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Maintained by Jon Stimac, OR State Police

Clipped from The Intelligencer
November 19, 2002

Identification Computerized    
 

By TOM DIANA


WV - Peter Komarinski is an expert in using computers to store and rapidly retrieve fingerprints from databases such as the one the FBI has with 40 million prints.

Such computerized fingerprint databases can more quickly match crime scene fingerprints to fingerprints of possible perpetrators.

Komarinski spoke on Automated Fingerprint Identification Systems - called AFIS - Monday at Wheeling Jesuit University's Robert C. Byrd National Technology Transfer Center.

Komarinski's speech was a homecoming, because he graduated from the school in 1970 when it was still Wheeling College.

Although Komarinski works for the state of New York, he said he was appearing at WJU on his own behalf and not that of his employer.

According to Komarinski, fingerprints are one of several biometric forms of identification of people that also includes iris and retinal scanning, facial recognition, speech recognition and DNA analysis. He said each of these forms of identification has advantages, although fingerprints are the most commonly used, at least for criminal investigations.

Identifying people through their fingerprints is made possible by the fact that everyone's fingerprints are unique.

"No two fingerprints have ever been found to be identical," he said.

Pointing to a fingerprint projected on a screen, Komarinski noted that the ridges in the skin of our fingers, which make up our fingerprints, form unique patterns and the ridge endings have unique characteristics. He said ridges end at unique locations in a person's fingerprint pattern and they bifurcate or split off like branches to form two ridges or a circle or island.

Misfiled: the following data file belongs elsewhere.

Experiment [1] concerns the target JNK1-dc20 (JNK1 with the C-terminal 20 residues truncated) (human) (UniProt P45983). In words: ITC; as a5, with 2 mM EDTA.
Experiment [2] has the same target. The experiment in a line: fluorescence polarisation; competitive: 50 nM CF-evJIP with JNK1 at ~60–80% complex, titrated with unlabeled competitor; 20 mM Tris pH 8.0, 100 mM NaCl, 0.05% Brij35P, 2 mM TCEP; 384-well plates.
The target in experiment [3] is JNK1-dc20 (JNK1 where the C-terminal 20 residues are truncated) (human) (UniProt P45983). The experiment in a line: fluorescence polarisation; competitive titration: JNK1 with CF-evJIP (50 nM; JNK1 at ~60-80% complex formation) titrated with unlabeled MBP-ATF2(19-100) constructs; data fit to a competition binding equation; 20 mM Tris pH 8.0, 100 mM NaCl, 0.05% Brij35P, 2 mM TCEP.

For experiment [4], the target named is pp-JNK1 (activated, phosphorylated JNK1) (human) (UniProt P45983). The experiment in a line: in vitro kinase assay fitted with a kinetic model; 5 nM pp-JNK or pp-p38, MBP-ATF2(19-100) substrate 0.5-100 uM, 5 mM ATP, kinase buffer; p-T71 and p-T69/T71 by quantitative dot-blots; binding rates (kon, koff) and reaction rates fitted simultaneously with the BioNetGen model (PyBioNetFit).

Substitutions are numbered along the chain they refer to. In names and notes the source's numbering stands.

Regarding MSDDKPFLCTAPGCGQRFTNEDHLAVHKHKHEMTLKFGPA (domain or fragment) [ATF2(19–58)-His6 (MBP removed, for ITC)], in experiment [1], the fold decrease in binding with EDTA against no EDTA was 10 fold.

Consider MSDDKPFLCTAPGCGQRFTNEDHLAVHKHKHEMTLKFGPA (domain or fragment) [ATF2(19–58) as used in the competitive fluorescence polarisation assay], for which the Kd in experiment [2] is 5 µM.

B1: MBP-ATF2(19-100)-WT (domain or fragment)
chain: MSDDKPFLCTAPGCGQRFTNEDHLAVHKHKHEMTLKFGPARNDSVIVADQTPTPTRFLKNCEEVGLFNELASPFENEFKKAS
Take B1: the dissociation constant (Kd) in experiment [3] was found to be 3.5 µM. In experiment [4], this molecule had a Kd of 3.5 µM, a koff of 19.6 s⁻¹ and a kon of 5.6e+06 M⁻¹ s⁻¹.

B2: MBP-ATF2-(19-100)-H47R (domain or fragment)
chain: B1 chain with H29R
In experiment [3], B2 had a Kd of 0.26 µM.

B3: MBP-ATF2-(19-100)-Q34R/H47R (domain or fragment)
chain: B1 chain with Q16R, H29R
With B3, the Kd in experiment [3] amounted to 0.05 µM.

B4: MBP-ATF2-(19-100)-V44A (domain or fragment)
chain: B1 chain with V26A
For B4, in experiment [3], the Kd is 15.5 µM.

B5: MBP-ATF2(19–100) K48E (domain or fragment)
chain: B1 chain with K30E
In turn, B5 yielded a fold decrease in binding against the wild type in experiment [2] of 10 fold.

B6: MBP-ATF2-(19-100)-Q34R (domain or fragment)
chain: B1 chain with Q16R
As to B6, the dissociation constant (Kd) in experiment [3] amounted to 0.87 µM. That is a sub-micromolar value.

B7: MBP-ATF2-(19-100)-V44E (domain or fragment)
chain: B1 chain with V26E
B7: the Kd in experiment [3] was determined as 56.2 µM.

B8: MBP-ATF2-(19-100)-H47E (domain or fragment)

Trained experts compare all these unique features to see if a fingerprint from a crime scene matches one in a local, state or FBI fingerprint database.

These databases are kept manually on fingerprint cards or in computer databases. He said that the old "ink and roll" method of taking fingerprints involves inking up the fingers and rolling them onto a fingerprint card to create a physical record of the fingerprints. They must be physically stored in file cabinets. "There were fingerprint files all over the place," he said of how his place of employment used to look.

By contrast, the newer method of fingerprint collection and storage with AFIS involves scanning in fingerprints like photographs are scanned on a computer scanner, and storing them in banks of computer hard drives. "This becomes pretty much a paperless process."

Storing fingerprints on computers not only saves a lot of space, but also makes comparing a fingerprint with a possible match in the database much faster than doing manual comparisons. The computer will look to see if the unique features of a certain fingerprint match those with one in the AFIS database.

However, despite what computers can do to speed up the search and retrieval of similar fingerprints, Komarinski said it still takes trained personnel to process the fingerprint evidence and to determine if two fingerprints are a match.

"It's the latent (fingerprint) examiner that makes the identification, not the computer," he said. "All the computer is going to do is speed up the comparison of those (fingerprint) identification cards."

Ohio County Prosecutor Scott Smith, who attended the talk, asked," Do you get many challenges in court with digital (finger) prints?"

Komarinski said that he knew of only a few court challenge to a digital (computerized) print, but said "Do I know those challenges were successful? No."

In a question about whether there was a sharing of AFIS information around the country, Komarinski said there isn't a national fingerprint database yet. "AFIS is not even state by state.

"Most of the states have an AFIS system but they're not the same and they're not interconnected," he said. "Eventually I'm sure there will be a way for information to be sent from one area to another."

 


Copyright 2002 The Intelligencer

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